A half-pregnant IMF may fail to deliver

A half-pregnant IMF may fail to deliver

When the eurozone finance ministers last gathered in Brussels on May 22 to haggle over debt relief for Greece, Spain’s representative Luis de Guindos turned to the International Monetary Fund’s representative Poul Thomsen and, according to the leaked minutes of the meeting, said, “You cannot be half-pregnant.”

De Guindos was referring to the IMF’s position regarding the Greek program and the Fund being caught between satisfaction with the reforms agreed with Greece and disappointment with the eurozone’s commitment to debt relief.

The period since May 22 has provided an opportunity for this disparity to be addressed but it looks increasingly likely that the IMF will remain equivocal.

The idea put on the table in Brussels last month was that the IMF could provide its approval for the European lenders to make a new bailout disbursal to Greece but would refrain from providing any new funding of its own until further debt talks could take place in the months to come.

This was a convenient solution for the IMF in the sense that its board would not have to take a decision on whether to invest further in a program that has become the source of much friction within the organization. It was also handy for some of Greece’s European partners as it put off a politically sensitive decision regarding the detailing of medium- and long-term debt-easing measures for a few months, most likely until after the German elections in September.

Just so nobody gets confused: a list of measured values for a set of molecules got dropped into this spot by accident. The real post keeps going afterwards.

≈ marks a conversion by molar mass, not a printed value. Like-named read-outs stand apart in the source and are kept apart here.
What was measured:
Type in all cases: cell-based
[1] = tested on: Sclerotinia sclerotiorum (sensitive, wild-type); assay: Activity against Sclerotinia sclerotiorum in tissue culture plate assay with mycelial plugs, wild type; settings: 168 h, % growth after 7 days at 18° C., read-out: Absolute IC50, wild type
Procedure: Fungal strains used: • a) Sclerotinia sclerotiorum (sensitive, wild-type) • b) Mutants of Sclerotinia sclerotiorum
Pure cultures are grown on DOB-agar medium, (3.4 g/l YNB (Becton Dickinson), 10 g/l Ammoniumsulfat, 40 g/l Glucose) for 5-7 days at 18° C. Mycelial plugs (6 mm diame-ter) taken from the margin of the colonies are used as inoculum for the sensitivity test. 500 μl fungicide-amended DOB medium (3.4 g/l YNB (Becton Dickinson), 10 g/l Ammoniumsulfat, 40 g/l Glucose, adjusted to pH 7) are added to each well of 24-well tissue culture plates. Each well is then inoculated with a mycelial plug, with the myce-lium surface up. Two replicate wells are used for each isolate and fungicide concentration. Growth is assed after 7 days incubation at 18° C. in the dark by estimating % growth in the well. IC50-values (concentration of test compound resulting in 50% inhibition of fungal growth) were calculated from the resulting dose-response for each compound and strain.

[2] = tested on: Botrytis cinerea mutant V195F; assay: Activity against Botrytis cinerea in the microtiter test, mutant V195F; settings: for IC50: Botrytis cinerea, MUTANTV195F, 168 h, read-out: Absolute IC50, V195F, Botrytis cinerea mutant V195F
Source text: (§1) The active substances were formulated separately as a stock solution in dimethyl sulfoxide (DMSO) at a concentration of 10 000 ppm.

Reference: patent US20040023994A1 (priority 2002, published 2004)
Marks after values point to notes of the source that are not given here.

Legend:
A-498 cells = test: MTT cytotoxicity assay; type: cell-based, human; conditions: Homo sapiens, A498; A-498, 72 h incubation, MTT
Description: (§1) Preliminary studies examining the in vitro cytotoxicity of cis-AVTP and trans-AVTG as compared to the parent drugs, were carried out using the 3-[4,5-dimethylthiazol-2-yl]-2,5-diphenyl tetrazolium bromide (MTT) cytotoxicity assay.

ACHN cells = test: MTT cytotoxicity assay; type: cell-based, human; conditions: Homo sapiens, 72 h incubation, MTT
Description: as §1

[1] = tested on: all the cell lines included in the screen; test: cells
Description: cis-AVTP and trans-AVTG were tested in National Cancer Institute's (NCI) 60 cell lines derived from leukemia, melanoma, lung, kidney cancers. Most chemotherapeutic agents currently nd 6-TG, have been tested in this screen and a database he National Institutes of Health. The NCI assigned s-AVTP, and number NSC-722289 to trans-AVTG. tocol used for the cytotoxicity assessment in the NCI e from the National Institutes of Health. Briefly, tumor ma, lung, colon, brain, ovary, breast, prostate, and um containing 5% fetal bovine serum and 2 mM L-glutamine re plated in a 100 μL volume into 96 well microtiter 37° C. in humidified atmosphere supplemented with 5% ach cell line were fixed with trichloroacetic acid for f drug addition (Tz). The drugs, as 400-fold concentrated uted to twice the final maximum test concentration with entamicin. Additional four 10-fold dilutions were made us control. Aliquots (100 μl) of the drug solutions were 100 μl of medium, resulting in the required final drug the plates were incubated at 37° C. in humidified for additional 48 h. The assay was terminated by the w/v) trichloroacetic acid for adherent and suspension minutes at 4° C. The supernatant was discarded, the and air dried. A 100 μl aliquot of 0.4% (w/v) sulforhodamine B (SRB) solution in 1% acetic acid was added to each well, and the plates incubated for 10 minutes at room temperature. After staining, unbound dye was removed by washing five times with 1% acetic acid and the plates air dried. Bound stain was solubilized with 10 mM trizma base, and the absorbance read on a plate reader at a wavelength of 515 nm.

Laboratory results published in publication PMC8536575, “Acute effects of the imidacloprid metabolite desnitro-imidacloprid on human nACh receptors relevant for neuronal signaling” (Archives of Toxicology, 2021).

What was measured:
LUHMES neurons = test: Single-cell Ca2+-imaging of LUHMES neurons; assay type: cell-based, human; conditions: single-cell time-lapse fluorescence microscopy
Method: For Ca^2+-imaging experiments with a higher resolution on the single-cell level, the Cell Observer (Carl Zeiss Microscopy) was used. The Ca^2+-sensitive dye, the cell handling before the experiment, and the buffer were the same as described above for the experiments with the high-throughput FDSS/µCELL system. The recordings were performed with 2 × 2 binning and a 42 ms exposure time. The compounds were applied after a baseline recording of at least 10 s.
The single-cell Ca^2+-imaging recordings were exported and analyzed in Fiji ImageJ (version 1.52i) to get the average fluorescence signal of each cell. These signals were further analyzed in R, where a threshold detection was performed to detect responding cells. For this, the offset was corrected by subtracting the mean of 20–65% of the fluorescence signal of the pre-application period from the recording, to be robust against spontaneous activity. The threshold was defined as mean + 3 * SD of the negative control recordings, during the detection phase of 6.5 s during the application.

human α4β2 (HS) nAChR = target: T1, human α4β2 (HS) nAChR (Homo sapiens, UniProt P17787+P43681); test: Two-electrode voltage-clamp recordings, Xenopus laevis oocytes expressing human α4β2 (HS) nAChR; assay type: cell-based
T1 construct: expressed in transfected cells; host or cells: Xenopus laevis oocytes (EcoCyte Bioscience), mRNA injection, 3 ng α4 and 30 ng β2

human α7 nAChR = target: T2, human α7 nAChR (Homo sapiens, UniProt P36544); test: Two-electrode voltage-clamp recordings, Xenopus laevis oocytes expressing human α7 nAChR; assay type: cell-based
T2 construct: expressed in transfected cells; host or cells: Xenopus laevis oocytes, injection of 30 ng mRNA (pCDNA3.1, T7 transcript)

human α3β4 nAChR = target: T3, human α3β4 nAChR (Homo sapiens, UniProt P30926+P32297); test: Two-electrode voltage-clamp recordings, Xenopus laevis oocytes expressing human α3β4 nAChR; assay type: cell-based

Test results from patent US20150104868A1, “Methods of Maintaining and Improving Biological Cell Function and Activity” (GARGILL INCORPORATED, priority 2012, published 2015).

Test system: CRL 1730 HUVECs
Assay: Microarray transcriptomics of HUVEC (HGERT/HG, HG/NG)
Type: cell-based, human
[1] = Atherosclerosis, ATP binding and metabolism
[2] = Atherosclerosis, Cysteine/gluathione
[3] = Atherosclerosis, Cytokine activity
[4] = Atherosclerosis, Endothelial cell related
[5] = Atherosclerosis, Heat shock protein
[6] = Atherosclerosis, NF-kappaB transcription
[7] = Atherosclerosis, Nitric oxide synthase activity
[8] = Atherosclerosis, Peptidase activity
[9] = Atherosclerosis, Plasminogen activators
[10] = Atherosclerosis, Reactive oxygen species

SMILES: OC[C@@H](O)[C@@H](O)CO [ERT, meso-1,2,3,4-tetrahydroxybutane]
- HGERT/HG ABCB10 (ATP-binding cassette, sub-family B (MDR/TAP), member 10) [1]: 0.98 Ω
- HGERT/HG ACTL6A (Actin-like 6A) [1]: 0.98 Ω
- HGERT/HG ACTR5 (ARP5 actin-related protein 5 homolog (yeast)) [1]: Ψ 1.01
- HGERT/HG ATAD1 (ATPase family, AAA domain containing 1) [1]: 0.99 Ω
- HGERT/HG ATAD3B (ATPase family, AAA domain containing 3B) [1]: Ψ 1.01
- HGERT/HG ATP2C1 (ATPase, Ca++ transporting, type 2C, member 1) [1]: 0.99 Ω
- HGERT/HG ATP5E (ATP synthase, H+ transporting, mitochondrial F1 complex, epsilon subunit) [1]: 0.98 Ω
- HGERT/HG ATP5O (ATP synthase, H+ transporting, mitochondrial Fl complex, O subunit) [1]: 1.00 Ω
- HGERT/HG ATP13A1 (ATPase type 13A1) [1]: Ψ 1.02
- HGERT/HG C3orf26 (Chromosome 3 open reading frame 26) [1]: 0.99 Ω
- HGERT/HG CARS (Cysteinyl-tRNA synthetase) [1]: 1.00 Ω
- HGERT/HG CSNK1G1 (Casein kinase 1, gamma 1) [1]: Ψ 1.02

German Finance Minister Wolfgang Schaeuble’s reluctance to get embroiled in a complex negotiation with the Fund was emphasized when he recently blasted the IMF’s forecasts. The Fund sees Greece growing by an average of just 1 percent of GDP between now and 2060, which is much lower than European projections. Schaeuble suggested that these figures implied the Greek programs had been a waste of time and were far too pessimistic. According to the leaked minutes of the May 22 Eurogroup, the Austrian and Slovakian finance ministers made similar comments during the talks.

Greece was the one that stood to lose most from last month’s compromise as the absence of any further detail on debt restructuring would hamper its efforts to qualify for quantitative easing (QE) from the European Central Bank and to return to the international bond markets in the near future.

Finance Minister Euclid Tsakalotos declined the offer in the hope that a better one could be found before the next Eurogroup, due this Thursday. However, the indications over the past few days are that at least as far as the IMF is concerned, little is likely to change.

In an interview with German newspaper Handelsblatt published last Monday, IMF Managing Director Christine Lagarde indicated that the Fund is prepared to give European lenders more time to discuss debt relief.

“If the creditors are not yet at that stage where they can agree on and respect our assumptions, if it takes them more time to get there, we can acknowledge that and give them a bit more time,” Lagarde said. “So, we can be in a program, but the disbursement will only take place once debt relief is clearly articulated by the creditors,” she added.